The multi-currency regime which replaced the use of the local currency has served as a double edged sword.
On one hand the use of hard currencies effectively dealt with hyperinflation and an uncertain exchange rate whilst on the other hand it led to liquidity challenges. For companies listed on the Zimbabwe Stock Exchange (ZSE), the impact of the multi-currency regime mirrors its effects on the economy.
Some companies like Delta and Econet have benefited from the use of the hard currencies by being able to invest in state of the art technology and thus enhancing their capacities. Other companies like Red Star and CAPS have found the going tough and have had to throw in the towel. The Industrial Index on the ZSE comprises 75 counters of which 66 are actively traded and nine are suspended. Seven of the nine suspended counters were suspended between 2010 and 2012 (the multicurrency ear) with five suspensions having occurred in 2012 alone.
The most recent company to be suspended from trading on the bourse was Cairns Limited whose management applied for judicial management. The food processor had come under pressure from creditors and lenders over mounting debts and borrowings. The company is one of the many that failed to recapitalise post 2008 and as such faced challenges from obsolete equipment that made its products to be less competitive against imported substitutes. The company also borrowed to fund working capital but the borrowings proved to be too expensive and of a shorter duration than its working capital cycle.
In all the cases where a counter is suspended, minority shareholders suffer the most by being unable to transact on their shares. The question to be asked is whether shareholders can be protected against such occurrences in the future? The ZSE Listing Requirements provide various guidelines on how listed companies must provide price sensitive information to the public. Profit warning statements and cautionary statements are some of the ways investors are expected to be informed on how certain companies are performing. Further, the regulations require suspended companies to update shareholders on a quarterly basis the state affairs of the suspended company and any action proposed to have the suspension lifted. The requirement to have regular updates on progress towards removal of suspensions has largely not been complied with.
The Listing Requirements state that, "If a listing is suspended and the affected issuer fails to take adequate action to enable the ZSE to reinstate the listing within a reasonable period of time, the ZSE may terminate the listing". What constitutes "reasonable time" is subject to debate but Barbican and TZI have been suspended since 2004 and have not given any indication of when they will resume trading. Red Star and Steelnet were suspended in 2010 and 2011 respectively and 'significant; changes have taken place in these two entities that put their going concern status under doubt.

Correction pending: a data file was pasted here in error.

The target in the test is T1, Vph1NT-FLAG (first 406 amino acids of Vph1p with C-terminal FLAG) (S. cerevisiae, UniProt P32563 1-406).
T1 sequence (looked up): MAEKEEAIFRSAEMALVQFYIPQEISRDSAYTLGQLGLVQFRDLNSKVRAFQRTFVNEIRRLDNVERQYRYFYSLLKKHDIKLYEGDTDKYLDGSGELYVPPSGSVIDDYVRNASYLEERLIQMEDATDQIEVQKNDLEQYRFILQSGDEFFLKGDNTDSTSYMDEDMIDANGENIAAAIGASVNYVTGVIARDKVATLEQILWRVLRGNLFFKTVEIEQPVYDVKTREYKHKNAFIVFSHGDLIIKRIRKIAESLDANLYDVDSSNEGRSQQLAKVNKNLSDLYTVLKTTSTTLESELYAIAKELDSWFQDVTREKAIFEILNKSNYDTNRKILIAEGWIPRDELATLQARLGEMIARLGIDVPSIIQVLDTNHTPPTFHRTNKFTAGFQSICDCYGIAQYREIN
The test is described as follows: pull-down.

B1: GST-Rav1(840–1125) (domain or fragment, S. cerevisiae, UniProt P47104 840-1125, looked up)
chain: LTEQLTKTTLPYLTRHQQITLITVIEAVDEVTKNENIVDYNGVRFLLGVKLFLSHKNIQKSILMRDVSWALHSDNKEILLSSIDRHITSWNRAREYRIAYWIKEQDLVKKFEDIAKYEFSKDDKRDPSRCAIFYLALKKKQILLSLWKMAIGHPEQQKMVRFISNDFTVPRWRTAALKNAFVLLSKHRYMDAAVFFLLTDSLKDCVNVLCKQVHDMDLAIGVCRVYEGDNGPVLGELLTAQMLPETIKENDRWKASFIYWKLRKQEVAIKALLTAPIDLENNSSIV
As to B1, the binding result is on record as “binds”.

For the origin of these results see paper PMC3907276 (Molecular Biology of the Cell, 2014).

One way in which the regulators can ensure that 'healthy' companies remain listed on the ZSE is to enforce minimum capital requirements. The banking sector has such requirements to ensure that banks do not fold easily and thereby jeopardise depositor's interests. The regulators should also safeguard the interests of investors by ensuring that listed companies merit the listing. Currently the minimum capital requirements are at the discretion of the ZSE Listings Committee, although the listing requirements document show a minimum equity capital of ZW$500 million is required before a company can list on the ZSE. There is need to set new minimum capital requirements in line with the developments in the country to ensure that shareholders and management become more proactive in ensuring an organisation's success.
A survey of the minimum capital requirements for regional exchanges revealed that the Johannesburg Stock Exchange (JSE) in South Africa has a reasonable minimum of ZAR25 million (about US$3 million). Zambia has the least minimum capital requirements of ZMK250 million (about US$50 000) whilst the Mauritian Stock Exchange requires MUR20 million (about US$0,7 million). International markets like the New York Stock Exchange require minimum equity capital of US$100 million. The great difference between the NYSE requirement and the JSE requirements indicates the extent to which African markets needs to grow to catch up with the developed world. A minimum capital requirement of US$1 million for the local bourse would appear a logical figure although the actual figure should be ascertained in a context that balances between attracting new listings and ensuring market depth.